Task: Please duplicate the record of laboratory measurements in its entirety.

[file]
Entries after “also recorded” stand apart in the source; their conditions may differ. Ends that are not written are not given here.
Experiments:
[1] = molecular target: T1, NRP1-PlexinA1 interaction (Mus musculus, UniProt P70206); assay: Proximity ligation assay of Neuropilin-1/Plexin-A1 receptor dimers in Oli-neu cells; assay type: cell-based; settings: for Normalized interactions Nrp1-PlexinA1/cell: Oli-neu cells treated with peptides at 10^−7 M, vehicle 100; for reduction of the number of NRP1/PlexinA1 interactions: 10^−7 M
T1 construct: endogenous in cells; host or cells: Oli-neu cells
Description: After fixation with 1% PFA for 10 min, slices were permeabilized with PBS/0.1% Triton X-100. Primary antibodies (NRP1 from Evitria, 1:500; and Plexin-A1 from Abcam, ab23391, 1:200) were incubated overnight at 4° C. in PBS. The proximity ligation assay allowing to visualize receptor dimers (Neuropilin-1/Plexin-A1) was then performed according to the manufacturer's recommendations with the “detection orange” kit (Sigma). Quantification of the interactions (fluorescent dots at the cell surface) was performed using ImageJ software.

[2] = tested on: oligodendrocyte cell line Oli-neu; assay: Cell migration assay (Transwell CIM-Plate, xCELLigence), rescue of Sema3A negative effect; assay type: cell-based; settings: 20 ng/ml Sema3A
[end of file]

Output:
Entries after “also recorded” stand apart in the source; their conditions may differ. Ends that are not written are not given here.
Experiments:
[1] = molecular target: T1, NRP1-PlexinA1 interaction (Mus musculus, UniProt P70206); assay: Proximity ligation assay of Neuropilin-1/Plexin-A1 receptor dimers in Oli-neu cells; assay type: cell-based; settings: for Normalized interactions Nrp1-PlexinA1/cell: Oli-neu cells treated with peptides at 10^−7 M, vehicle 100; for reduction of the number of NRP1/PlexinA1 interactions: 10^−7 M
T1 construct: endogenous in cells; host or cells: Oli-neu cells
Description: After fixation with 1% PFA for 10 min, slices were permeabilized with PBS/0.1% Triton X-100. Primary antibodies (NRP1 from Evitria, 1:500; and Plexin-A1 from Abcam, ab23391, 1:200) were incubated overnight at 4° C. in PBS. The proximity ligation assay allowing to visualize receptor dimers (Neuropilin-1/Plexin-A1) was then performed according to the manufacturer's recommendations with the “detection orange” kit (Sigma). Quantification of the interactions (fluorescent dots at the cell surface) was performed using ImageJ software.

[2] = tested on: oligodendrocyte cell line Oli-neu; assay: Cell migration assay (Transwell CIM-Plate, xCELLigence), rescue of Sema3A negative effect; assay type: cell-based; settings: 20 ng/ml Sema3A